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Employee Relations

‘Body cams’ for managers & employees: Is it time?

01/25/2018

Body cams are now common among police, but some employers see them as a way to monitor performance and sort out he-said/she-said arguments.

Beware discipline after employee talks to EEOC

01/10/2018

It’s unlawful to punish employees for cooperating with the EEOC. If anyone who has been in contact with the EEOC is suddenly fired, reassigned or otherwise subjected to some negative action, you’re courting a retaliation lawsuit.

Probation office head could face jail time for theft

01/05/2018

The former head of the Perry County, Pennsylvania Probation Office faces two third-degree felony theft charges after he gave himself an advance for work to be performed.

Meet the new boss, who is entitled to set new expectations regardless of past measures

01/05/2018

Sometimes, a long-term and apparently successful employee may not adjust well to a new supervisor—especially if that supervisor brings new or different performance expectations about the employee’s job.

Your good disciplinary records will almost always beat employee’s retaliation claim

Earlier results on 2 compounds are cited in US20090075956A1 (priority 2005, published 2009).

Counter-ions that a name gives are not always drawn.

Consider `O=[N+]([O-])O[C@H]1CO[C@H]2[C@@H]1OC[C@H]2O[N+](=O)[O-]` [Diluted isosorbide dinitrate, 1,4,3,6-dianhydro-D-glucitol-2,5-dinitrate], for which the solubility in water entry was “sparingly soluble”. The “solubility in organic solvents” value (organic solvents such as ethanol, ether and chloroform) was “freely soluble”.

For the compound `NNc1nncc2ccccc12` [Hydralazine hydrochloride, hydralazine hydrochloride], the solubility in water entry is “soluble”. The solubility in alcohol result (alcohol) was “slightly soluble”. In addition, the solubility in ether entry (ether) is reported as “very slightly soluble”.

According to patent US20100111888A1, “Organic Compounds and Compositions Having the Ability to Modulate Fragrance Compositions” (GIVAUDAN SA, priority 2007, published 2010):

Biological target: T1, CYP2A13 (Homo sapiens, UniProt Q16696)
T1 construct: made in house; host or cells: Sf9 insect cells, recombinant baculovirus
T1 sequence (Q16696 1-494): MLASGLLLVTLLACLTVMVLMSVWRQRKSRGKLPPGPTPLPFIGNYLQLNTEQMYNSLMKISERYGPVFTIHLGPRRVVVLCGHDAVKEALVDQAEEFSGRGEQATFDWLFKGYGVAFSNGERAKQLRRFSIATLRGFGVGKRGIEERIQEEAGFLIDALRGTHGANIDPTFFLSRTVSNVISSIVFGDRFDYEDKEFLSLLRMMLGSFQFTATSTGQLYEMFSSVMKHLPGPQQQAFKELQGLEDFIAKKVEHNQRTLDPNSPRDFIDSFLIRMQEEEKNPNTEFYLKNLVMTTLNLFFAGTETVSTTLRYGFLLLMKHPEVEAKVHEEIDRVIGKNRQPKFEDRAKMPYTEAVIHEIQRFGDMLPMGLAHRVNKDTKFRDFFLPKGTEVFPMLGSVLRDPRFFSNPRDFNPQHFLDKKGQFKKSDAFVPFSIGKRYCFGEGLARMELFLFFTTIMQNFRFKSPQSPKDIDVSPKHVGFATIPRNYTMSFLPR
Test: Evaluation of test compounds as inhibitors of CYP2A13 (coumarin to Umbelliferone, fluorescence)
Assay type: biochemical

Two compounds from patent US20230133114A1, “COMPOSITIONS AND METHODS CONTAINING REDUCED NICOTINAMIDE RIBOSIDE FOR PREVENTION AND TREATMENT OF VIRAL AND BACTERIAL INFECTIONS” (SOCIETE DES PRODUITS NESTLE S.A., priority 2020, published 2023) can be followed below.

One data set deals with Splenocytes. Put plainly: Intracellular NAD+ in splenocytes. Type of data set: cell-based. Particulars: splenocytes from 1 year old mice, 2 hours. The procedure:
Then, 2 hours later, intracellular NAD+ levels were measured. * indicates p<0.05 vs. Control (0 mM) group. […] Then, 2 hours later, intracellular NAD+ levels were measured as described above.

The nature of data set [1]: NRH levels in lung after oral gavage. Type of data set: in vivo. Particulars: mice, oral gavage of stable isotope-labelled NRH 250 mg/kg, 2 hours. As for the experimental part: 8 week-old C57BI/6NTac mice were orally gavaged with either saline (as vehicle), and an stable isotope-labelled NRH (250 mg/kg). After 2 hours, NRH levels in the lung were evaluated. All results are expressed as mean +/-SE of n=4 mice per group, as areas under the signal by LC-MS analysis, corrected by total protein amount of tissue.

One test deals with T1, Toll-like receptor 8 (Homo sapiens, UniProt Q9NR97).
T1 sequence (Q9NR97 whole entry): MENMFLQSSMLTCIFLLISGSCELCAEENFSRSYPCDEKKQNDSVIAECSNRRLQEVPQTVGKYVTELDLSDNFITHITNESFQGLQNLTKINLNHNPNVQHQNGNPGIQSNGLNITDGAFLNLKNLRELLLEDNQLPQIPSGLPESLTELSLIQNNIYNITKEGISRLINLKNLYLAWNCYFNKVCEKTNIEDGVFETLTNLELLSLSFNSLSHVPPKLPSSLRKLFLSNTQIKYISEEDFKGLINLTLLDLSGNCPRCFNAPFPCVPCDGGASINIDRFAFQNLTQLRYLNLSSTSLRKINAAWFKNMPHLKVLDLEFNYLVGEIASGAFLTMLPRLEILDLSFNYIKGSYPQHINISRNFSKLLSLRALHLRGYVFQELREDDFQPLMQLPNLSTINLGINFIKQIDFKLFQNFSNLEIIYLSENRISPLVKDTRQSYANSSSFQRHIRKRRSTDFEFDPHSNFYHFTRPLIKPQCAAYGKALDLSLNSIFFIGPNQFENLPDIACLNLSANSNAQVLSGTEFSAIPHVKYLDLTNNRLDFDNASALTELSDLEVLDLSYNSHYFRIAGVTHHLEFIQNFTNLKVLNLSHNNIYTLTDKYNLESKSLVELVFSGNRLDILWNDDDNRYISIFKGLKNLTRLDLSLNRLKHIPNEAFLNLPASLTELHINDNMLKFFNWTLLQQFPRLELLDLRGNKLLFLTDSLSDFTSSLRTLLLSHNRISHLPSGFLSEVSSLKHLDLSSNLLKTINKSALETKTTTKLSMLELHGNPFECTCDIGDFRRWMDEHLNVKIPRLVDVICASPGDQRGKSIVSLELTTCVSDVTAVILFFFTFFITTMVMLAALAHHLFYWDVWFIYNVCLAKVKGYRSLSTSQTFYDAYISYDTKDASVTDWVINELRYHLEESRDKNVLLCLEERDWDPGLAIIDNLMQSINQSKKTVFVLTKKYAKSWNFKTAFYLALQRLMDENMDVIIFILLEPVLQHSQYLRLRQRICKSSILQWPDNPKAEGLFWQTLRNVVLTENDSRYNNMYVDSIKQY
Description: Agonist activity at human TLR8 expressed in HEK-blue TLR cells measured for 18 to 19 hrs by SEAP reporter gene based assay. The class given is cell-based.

01/02/2018

If you are certain you can justify your action, don’t be afraid to discipline a worker who has filed a discrimination charge or otherwise opposed alleged discriminatory actions. Generally, courts give employers leeway to discipline as long as they believe they acted in good faith.

$1 million to Rochester, Minn. cop who spoke her mind online

12/28/2017

Citing rules against discussing personnel matters, Rochester, Minn. city officials are remaining silent concerning a $1 million payout to a 25-year veteran of the city’s police force who was disciplined after making controversial online comments about current events.

Factor disciplinary history into punishment

12/28/2017

An employee with a prior disciplinary history may deserve more severe punishment for rule-breaking than a co-worker with a clean record. However, you must document that history and the role it played in your decision-making.

Employee admits sexual harassment? Be sure documentation reflects that

12/22/2017

When investigating sexual harass­­­ment, make sure you document every interview, including any with the alleged harasser. That way, if you end up discharging the alleged harasser, you minimize the chances that he might win a defamation lawsuit against your organization.

Lawsuit based on lies? Employer may win fees

12/22/2017

Courts don’t want to dissuade employees from filing lawsuits by ordering workers to pay the employer’s legal fees. However, that’s not the case when an employee obviously lies.

Congratulations on winning that lawsuit! Don’t count on collecting attorneys’ fees

12/22/2017

If employers lose an employment discrimination case, they end up paying the worker’s legal bills in addition to back pay and other monetary awards. But what happens if the employer wins? Don’t count on the losing side paying up.